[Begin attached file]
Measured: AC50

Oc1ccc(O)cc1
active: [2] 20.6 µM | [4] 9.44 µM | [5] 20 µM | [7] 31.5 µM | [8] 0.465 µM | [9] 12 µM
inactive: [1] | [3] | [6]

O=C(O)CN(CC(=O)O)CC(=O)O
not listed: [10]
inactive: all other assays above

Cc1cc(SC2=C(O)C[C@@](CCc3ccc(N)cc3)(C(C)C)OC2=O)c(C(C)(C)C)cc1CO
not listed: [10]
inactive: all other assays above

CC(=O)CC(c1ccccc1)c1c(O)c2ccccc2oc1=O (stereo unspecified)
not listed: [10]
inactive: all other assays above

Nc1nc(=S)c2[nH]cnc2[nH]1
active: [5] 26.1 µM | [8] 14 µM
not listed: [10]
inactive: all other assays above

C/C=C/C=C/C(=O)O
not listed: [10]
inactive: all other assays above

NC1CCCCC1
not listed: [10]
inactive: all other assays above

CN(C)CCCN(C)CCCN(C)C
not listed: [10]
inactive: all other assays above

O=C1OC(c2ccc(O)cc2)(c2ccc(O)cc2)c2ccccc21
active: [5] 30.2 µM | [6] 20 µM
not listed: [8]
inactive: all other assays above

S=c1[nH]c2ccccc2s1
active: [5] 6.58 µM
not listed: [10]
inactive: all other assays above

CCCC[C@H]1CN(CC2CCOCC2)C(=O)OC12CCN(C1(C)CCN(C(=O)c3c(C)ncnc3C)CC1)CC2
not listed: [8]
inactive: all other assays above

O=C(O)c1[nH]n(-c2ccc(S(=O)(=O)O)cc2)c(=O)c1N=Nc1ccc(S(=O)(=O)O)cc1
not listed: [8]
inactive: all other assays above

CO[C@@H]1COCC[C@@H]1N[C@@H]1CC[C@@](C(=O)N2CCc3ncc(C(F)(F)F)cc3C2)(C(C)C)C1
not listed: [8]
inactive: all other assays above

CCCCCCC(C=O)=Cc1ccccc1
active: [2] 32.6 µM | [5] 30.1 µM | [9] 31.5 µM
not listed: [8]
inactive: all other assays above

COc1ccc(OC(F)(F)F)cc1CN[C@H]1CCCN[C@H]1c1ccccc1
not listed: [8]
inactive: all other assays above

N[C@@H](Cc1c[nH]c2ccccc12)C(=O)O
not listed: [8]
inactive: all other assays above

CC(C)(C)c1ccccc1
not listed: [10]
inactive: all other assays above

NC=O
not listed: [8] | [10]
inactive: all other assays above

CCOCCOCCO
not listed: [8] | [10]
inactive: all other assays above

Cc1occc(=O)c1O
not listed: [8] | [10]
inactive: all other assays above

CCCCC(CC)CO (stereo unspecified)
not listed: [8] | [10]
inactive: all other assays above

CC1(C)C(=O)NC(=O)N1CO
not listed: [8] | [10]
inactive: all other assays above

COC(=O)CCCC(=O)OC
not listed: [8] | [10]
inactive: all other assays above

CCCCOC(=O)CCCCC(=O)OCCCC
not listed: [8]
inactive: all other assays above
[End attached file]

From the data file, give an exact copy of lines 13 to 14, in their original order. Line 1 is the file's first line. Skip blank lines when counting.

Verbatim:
inactive: all other assays above

Nc1nc(=S)c2[nH]cnc2[nH]1